QuadrigaCX, the once largest Canadian cryptocurrency exchange, declared bankrupt. After months of back and forth, they have finally declared bankruptcy. After the sudden passing of the CEO Gerald Cotton; the exchange didn’t know how to deal with things, and just lost grasp with everything. Ernst & Young is still investigating the company to see how they can separate the company funds with the now passed CEO’s funds.
QuadrigaCX StoryWhen Gerald Cotton found out about Bitcoin, he decided to create his own company. He did that in 2013, and he called it Quadriga. In the beginning, Quadriga did only local trades. After the first month, they launched an online exchange and then QuadrigaCX was born. In January of the year, 2014 QuadrigaCX installed a Bitcoin ATM in Vancouver. In the same year, only 7.4 million Canadian dollars’ worth of bitcoins were exchanged on QuadrigaCX. After the Bitcoin huge price rise in 2017 from 1,000 dollars to almost 20,000 dollars; 1.2 billion Canadian dollars’ worth of Bitcoin were exchanged through QuadrigaCX. Thanks to the substantial volume increase they gained money through commissions, but that also caused cash-flow problems. The cash-flow issues for them were caused because they relied on external payment processors and their poor accounting system. In June 2017, QuadrigaCX lost 14 million dollars’ worth of Ethereum due to an error with a smart contract. During the year 2018, Bitcoin prices were falling, and customers of QuadrigaCX told that there were delays when they wanted to withdraw their money. Since Costodian, QuadrigaCXs payment processor, was frozen by the CIBC, there was no way for CIBC to determine who the owner of the money. In November 2018, it was decided that the accounts were going to the court to determine ownership of the funds individually. QuadrigaCX used an unusual system for their customers to withdraw their money. Instead of using a regular system like wire-transfer, they decided to go with telling customers to go to a nondescript building in Quebec to pick up the cash. However, once the customer arrived, they witnessed an empty office, and of course, there was no money waiting for them.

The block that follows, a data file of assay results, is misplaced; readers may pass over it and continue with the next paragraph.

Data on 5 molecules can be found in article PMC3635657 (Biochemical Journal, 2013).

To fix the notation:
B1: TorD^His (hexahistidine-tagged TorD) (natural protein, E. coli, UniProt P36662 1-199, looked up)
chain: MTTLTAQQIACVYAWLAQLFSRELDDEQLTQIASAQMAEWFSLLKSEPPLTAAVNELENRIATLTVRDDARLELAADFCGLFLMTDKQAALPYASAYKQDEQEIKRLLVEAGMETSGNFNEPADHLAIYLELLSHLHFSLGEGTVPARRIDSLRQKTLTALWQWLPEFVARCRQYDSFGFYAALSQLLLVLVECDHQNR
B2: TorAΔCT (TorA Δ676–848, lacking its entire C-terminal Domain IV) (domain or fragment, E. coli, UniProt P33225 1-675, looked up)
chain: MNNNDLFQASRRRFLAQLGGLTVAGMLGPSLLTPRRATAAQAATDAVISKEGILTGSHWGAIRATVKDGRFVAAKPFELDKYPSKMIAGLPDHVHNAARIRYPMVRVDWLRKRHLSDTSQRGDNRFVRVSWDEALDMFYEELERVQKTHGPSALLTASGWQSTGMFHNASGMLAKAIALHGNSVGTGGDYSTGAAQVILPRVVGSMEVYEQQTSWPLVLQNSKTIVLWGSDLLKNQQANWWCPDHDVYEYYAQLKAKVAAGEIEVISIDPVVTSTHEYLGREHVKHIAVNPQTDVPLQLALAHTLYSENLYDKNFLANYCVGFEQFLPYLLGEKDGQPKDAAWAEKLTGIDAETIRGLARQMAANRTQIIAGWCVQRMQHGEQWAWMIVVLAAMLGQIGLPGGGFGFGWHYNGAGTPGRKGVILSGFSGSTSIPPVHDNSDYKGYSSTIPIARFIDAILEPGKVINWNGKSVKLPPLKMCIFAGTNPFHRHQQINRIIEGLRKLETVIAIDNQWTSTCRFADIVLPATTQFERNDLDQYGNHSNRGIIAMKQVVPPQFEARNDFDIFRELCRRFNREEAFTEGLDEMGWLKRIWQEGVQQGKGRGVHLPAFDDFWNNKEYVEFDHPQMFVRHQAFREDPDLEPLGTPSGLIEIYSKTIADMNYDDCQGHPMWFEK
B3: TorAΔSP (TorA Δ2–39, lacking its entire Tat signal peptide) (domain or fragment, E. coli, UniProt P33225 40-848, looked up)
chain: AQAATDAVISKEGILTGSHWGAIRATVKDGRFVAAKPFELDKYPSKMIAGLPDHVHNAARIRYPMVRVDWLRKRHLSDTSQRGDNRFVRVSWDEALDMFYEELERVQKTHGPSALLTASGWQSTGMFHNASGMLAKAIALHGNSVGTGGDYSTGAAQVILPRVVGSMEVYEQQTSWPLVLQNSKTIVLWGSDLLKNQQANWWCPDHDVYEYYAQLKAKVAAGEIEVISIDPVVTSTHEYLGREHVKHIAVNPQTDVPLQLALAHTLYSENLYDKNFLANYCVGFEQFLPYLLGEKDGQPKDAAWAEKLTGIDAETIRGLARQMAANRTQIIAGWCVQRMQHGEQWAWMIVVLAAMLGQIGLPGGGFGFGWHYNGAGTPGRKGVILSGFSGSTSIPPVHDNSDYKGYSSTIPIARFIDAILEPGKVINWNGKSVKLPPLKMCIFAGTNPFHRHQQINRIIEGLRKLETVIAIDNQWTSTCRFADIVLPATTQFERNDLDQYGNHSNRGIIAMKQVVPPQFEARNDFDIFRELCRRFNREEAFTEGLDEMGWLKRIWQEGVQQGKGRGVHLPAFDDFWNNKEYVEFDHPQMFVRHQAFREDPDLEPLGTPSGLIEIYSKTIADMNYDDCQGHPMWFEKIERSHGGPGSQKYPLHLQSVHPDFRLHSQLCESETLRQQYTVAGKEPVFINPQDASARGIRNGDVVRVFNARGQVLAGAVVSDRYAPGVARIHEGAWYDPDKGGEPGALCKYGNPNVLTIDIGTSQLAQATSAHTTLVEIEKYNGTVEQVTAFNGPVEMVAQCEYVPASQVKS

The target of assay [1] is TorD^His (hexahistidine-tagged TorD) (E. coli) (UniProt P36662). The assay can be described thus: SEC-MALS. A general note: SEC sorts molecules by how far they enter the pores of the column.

Ernst & Young told QuadrigaCX to declare bankruptcyThe audit firm Ernst & Young argued that QuadrigaCX should be placed in bankruptcy instead of being restructured. On April 1st, Ernst & Young advised about bankruptcy in its fourth report and filed it in the Supreme Court of Nova Scotia. After the death of the founder of QuadrigaCX; they reported they had lost access to its cold wallet holding since the founder was the only person that had access to the wallets’ corresponding keys. As a result, they now owe over 198.4 million dollars to about 115 thousand users. In early February, they filled for creditor protection, and Ernst & Young was appointed as a monitor of the proceedings. In Ernst & Young fourth report, they argued that they should shift from the restructuring process for QuadrigaCX to another process, which is declaring bankruptcy. With that process, there can be a potential sale of assets, as well as reduce administrative burdens and procedural costs. Also, this process could bring hope to investors to potentially get their funds back. This quote from Marc Gagné summarises the situation for the investors:
''It’s hard to see where that hope might come from since Quadriga coffers seem to have been empty since well before many of the events of this strange tale even began to unfold.''Also, moving to the bankruptcy process, which will provide Ernst & Young more investigative powers in its role as trustee-in-bankruptcy for the exchange. Their report also explains its investigation on QuadrigaCX’s missing funds; that there had been several third-party payment processors that are holding fiat currencies on QuadrigaCX’s behalf.